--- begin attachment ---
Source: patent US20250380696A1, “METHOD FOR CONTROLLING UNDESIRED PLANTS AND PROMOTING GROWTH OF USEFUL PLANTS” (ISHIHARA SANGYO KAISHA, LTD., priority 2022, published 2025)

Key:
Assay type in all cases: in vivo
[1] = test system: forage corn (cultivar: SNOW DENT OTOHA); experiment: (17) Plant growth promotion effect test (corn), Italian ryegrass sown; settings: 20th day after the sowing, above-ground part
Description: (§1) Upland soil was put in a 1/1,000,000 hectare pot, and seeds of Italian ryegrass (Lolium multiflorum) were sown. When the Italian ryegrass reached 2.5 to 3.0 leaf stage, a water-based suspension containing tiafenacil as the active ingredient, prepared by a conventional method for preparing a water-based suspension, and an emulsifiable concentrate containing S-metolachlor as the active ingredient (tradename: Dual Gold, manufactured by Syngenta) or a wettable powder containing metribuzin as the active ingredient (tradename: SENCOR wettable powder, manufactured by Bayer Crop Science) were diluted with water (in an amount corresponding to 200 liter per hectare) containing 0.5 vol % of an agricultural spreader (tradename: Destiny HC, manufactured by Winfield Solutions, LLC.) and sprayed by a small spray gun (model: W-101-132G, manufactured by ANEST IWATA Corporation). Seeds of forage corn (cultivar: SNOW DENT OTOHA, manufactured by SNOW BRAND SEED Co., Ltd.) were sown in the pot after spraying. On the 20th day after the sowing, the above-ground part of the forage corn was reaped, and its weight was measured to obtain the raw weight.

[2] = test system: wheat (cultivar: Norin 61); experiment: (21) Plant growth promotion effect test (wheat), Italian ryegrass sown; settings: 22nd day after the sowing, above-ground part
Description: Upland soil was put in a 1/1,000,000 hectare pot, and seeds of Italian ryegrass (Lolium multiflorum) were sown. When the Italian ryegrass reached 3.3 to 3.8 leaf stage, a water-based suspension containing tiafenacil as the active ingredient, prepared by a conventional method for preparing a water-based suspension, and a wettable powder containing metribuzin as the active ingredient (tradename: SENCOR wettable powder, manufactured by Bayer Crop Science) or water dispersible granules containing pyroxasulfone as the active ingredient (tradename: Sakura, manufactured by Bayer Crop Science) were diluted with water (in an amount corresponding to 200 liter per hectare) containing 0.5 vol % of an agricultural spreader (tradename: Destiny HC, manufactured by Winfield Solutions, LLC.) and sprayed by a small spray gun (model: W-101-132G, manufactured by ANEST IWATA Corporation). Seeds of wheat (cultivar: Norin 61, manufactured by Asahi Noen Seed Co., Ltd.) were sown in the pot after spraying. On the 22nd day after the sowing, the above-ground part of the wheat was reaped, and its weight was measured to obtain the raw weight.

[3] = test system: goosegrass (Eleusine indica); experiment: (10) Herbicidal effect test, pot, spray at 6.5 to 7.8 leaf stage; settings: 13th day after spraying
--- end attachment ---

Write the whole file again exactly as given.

Source: patent US20250380696A1, “METHOD FOR CONTROLLING UNDESIRED PLANTS AND PROMOTING GROWTH OF USEFUL PLANTS” (ISHIHARA SANGYO KAISHA, LTD., priority 2022, published 2025)

Key:
Assay type in all cases: in vivo
[1] = test system: forage corn (cultivar: SNOW DENT OTOHA); experiment: (17) Plant growth promotion effect test (corn), Italian ryegrass sown; settings: 20th day after the sowing, above-ground part
Description: (§1) Upland soil was put in a 1/1,000,000 hectare pot, and seeds of Italian ryegrass (Lolium multiflorum) were sown. When the Italian ryegrass reached 2.5 to 3.0 leaf stage, a water-based suspension containing tiafenacil as the active ingredient, prepared by a conventional method for preparing a water-based suspension, and an emulsifiable concentrate containing S-metolachlor as the active ingredient (tradename: Dual Gold, manufactured by Syngenta) or a wettable powder containing metribuzin as the active ingredient (tradename: SENCOR wettable powder, manufactured by Bayer Crop Science) were diluted with water (in an amount corresponding to 200 liter per hectare) containing 0.5 vol % of an agricultural spreader (tradename: Destiny HC, manufactured by Winfield Solutions, LLC.) and sprayed by a small spray gun (model: W-101-132G, manufactured by ANEST IWATA Corporation). Seeds of forage corn (cultivar: SNOW DENT OTOHA, manufactured by SNOW BRAND SEED Co., Ltd.) were sown in the pot after spraying. On the 20th day after the sowing, the above-ground part of the forage corn was reaped, and its weight was measured to obtain the raw weight.

[2] = test system: wheat (cultivar: Norin 61); experiment: (21) Plant growth promotion effect test (wheat), Italian ryegrass sown; settings: 22nd day after the sowing, above-ground part
Description: Upland soil was put in a 1/1,000,000 hectare pot, and seeds of Italian ryegrass (Lolium multiflorum) were sown. When the Italian ryegrass reached 3.3 to 3.8 leaf stage, a water-based suspension containing tiafenacil as the active ingredient, prepared by a conventional method for preparing a water-based suspension, and a wettable powder containing metribuzin as the active ingredient (tradename: SENCOR wettable powder, manufactured by Bayer Crop Science) or water dispersible granules containing pyroxasulfone as the active ingredient (tradename: Sakura, manufactured by Bayer Crop Science) were diluted with water (in an amount corresponding to 200 liter per hectare) containing 0.5 vol % of an agricultural spreader (tradename: Destiny HC, manufactured by Winfield Solutions, LLC.) and sprayed by a small spray gun (model: W-101-132G, manufactured by ANEST IWATA Corporation). Seeds of wheat (cultivar: Norin 61, manufactured by Asahi Noen Seed Co., Ltd.) were sown in the pot after spraying. On the 22nd day after the sowing, the above-ground part of the wheat was reaped, and its weight was measured to obtain the raw weight.

[3] = test system: goosegrass (Eleusine indica); experiment: (10) Herbicidal effect test, pot, spray at 6.5 to 7.8 leaf stage; settings: 13th day after spraying